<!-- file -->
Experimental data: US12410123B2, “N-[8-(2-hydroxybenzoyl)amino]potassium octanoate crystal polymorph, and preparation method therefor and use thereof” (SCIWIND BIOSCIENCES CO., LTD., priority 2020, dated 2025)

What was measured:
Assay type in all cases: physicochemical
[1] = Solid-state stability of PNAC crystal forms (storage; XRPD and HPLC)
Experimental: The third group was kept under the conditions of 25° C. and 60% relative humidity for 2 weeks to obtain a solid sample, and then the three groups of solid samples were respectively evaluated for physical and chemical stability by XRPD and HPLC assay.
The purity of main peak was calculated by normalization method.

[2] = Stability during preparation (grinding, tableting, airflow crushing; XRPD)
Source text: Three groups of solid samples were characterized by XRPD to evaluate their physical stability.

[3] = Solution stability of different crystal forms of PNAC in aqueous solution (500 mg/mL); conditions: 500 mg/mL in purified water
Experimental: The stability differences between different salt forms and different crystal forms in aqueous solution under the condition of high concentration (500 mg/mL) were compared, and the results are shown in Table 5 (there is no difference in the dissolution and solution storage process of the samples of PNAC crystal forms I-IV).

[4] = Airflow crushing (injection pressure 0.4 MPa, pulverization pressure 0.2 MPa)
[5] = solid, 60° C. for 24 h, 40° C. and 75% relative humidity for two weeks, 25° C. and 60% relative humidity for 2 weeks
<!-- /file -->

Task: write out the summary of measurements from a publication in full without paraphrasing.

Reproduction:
Experimental data: US12410123B2, “N-[8-(2-hydroxybenzoyl)amino]potassium octanoate crystal polymorph, and preparation method therefor and use thereof” (SCIWIND BIOSCIENCES CO., LTD., priority 2020, dated 2025)

What was measured:
Assay type in all cases: physicochemical
[1] = Solid-state stability of PNAC crystal forms (storage; XRPD and HPLC)
Experimental: The third group was kept under the conditions of 25° C. and 60% relative humidity for 2 weeks to obtain a solid sample, and then the three groups of solid samples were respectively evaluated for physical and chemical stability by XRPD and HPLC assay.
The purity of main peak was calculated by normalization method.

[2] = Stability during preparation (grinding, tableting, airflow crushing; XRPD)
Source text: Three groups of solid samples were characterized by XRPD to evaluate their physical stability.

[3] = Solution stability of different crystal forms of PNAC in aqueous solution (500 mg/mL); conditions: 500 mg/mL in purified water
Experimental: The stability differences between different salt forms and different crystal forms in aqueous solution under the condition of high concentration (500 mg/mL) were compared, and the results are shown in Table 5 (there is no difference in the dissolution and solution storage process of the samples of PNAC crystal forms I-IV).

[4] = Airflow crushing (injection pressure 0.4 MPa, pulverization pressure 0.2 MPa)
[5] = solid, 60° C. for 24 h, 40° C. and 75% relative humidity for two weeks, 25° C. and 60% relative humidity for 2 weeks